May 4, 2020
By: Emma Grimstead
Today, we were supposed to be finalizing renovation designs. In a week, my students were to be putting on an incredible musical for their peers, family and friends. In a month, I would be teaching ata school board arts camp for an entire week – creating connections for our business while also getting to work with incredible, dedicated young performers. In two months (or so) we would be boarding a plane to go on a honeymoon. I have never been overseas – this was my chance to travel with my now husband as we never have before. None of those things are happening now because of the current global situation.
In my head I can justify and understand that these are SMALL sacrifices to make for the safety of my family, friends and community …but I am still mourning and I am allowed.
I am sad for these losses, as I know so many people are, and we are allowed to feel that way. We are allowed to feel whatever we are feeling and do so without judgment of ourselves or others. We are allowed to grieve collectively for the missed birthday parties, family gatherings, paychecks, trips, graduations, proms, renovations and weddings. These ARE losses and we are grieving them.
Though I can logically work through what is happening and understand why these things are cancelled, my body has been having a different reaction to this grief.
Our bodies feel grief in fascinating ways. Some nights you’ll be up with racing thoughts, and the next you’re so exhausted that you fall asleep straight away… just to wake up feeling exhausted again. For many people, like myself, grief can affect our digestive systems. Our normal eating patterns have been disrupted leaving us with typical IBS symptoms but also we may feel nauseous or queasy. While I have more time on my hands, I feel a lack of energy; unmotivated some days and overwhelmed. That low energy? Another sign of loss and grief. Weight gain? That can be grief saying “Hello”. Weight Loss? Grief. Sleeping too little or maybe sleeping too much? Grief. Headaches and Muscular pain? Grief.
Just researching the effect grief can have on our bodies can enlighten us to what is going on and how we are feeling about the sudden losses caused by this pandemic.
I am not saying all your symptoms and ailments are related to this quarantine/social isolation… but it has been an eye opening place for me to start to begin understanding the impact it’s truly having on me.
Our bodies are remarkable, the connectivity of our minds and bodies is truly fascinating and in a situation like this I am reminded just how symbiotic they are. My body is reacting to all that is going on even when my mind can understand it and seems to feel at ease. My body is telling me that I am not 100% okay – that I am grieving and I have to let that be okay…
So, now that I understand what I am experiencing as grief (or even just something similar) how am I going to manage it?
There are certain things you can do to help, such as: staying hydrated, exercising, getting proper rest, and being mindful of how we’re fueling our bodies. These are actual tangible things I can do to help myself cope with the world as it is right now. I have given my experience a name and now I have a couple tools to help with it. Will I be perfect? Of course not. Will I try? Why not? Some of these tools might even seem contradictory. Didn’t I say that grief made these things harder to do? It’s true, grief will make these things seem so much harder… but simply giving your experience a name makes the ways to work through it more clinical and necessary rather than just “something you should do”.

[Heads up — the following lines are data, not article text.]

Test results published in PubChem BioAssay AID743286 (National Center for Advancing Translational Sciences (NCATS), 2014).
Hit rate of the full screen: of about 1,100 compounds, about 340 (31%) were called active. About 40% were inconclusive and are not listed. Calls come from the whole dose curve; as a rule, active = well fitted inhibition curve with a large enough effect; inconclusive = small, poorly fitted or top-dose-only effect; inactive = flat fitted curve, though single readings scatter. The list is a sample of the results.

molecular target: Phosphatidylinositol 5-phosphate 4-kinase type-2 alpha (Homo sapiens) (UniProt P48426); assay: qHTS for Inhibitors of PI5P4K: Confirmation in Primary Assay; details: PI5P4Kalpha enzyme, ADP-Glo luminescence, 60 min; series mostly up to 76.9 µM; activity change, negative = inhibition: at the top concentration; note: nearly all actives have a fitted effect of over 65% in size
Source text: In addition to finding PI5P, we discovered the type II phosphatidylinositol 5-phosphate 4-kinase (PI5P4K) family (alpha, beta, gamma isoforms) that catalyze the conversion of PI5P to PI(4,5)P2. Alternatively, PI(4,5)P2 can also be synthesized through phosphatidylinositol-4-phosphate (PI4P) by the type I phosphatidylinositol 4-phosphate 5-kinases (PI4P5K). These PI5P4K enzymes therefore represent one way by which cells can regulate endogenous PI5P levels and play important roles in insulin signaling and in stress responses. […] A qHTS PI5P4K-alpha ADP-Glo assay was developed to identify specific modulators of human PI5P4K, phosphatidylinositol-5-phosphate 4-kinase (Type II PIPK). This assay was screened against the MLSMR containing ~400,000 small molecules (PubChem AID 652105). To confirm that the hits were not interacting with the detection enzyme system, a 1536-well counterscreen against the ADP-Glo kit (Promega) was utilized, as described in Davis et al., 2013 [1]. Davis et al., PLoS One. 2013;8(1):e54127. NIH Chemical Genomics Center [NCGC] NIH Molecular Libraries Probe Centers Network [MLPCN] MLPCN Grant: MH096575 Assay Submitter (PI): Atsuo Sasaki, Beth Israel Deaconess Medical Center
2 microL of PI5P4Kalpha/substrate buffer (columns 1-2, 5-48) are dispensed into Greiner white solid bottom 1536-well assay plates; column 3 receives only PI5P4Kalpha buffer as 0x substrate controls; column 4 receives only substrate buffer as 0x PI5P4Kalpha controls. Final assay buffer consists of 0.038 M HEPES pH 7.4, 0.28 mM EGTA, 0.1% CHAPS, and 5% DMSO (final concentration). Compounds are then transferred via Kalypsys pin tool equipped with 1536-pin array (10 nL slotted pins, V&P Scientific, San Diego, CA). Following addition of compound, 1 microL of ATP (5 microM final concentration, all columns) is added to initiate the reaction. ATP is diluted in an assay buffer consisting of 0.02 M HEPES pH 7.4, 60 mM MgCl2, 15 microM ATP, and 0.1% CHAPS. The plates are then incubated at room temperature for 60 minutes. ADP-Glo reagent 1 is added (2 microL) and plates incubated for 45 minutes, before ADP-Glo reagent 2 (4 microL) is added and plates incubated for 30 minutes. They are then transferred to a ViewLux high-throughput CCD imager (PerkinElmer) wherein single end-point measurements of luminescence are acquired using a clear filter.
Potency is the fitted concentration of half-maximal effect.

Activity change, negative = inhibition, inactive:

I will allow myself to grieve all these losses without judgement of myself but I will also work to find ways to adjust, cope and manage the effects that loss has. I will use the new creative expression outlets I have found to give me new goals and purpose and as a tool to MINIMIZE the losses.
For example, I am teaching the majority of my classes via Zoom! It makes me feel connected with my students and allows us to have that creative outlet we are used to having. Since starting this, I don’t feel the same loss I did when I missed my students and teaching. Working towards a show despite not knowing when the show will happen has given me that same sense of purpose, creation and connection. I minimized that loss.
In a strange way, I am actually connecting with family and friends more than I ever have before. I am finding projects to be excited about rather than trips or major home renovations. I am using the financial assistance from our government to minimize the impact of the lost paychecks. I am trying to minimize the grief, not eradicate it.
We are going to feel so many feelings with what is going on and we will feel sad – but we can also look for ways to make some of the losses feel slightly smaller. Let yourself grieve the little things along with the big. Let’s talk about how the grief is affecting us in ways we didn’t even realize, and let’s be creative in the ways we can adjust our normal routines to minimize that loss.
This situation won’t go on forever.
But until that day I want to say that I am sorry for all you are missing out on, I’m sorry for your cancelled plans and missed special moments. I am sending you all love, understanding and a virtual hug.